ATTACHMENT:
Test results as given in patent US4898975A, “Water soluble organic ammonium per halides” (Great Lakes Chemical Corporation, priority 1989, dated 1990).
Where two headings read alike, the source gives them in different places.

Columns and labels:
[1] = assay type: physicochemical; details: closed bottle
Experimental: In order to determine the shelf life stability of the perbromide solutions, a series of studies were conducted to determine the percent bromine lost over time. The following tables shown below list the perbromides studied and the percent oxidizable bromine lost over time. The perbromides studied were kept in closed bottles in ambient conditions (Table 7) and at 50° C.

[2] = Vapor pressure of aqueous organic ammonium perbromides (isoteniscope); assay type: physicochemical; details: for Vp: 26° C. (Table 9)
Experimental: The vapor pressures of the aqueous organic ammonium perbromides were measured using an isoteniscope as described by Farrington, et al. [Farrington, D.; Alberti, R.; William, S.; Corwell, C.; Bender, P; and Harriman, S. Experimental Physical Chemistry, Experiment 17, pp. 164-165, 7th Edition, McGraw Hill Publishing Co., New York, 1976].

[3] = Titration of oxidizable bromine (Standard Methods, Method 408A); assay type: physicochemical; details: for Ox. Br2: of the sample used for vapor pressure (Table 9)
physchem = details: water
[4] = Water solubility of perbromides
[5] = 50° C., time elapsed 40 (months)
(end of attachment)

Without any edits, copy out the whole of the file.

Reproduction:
Test results as given in patent US4898975A, “Water soluble organic ammonium per halides” (Great Lakes Chemical Corporation, priority 1989, dated 1990).
Where two headings read alike, the source gives them in different places.

Columns and labels:
[1] = assay type: physicochemical; details: closed bottle
Experimental: In order to determine the shelf life stability of the perbromide solutions, a series of studies were conducted to determine the percent bromine lost over time. The following tables shown below list the perbromides studied and the percent oxidizable bromine lost over time. The perbromides studied were kept in closed bottles in ambient conditions (Table 7) and at 50° C.

[2] = Vapor pressure of aqueous organic ammonium perbromides (isoteniscope); assay type: physicochemical; details: for Vp: 26° C. (Table 9)
Experimental: The vapor pressures of the aqueous organic ammonium perbromides were measured using an isoteniscope as described by Farrington, et al. [Farrington, D.; Alberti, R.; William, S.; Corwell, C.; Bender, P; and Harriman, S. Experimental Physical Chemistry, Experiment 17, pp. 164-165, 7th Edition, McGraw Hill Publishing Co., New York, 1976].

[3] = Titration of oxidizable bromine (Standard Methods, Method 408A); assay type: physicochemical; details: for Ox. Br2: of the sample used for vapor pressure (Table 9)
physchem = details: water
[4] = Water solubility of perbromides
[5] = 50° C., time elapsed 40 (months)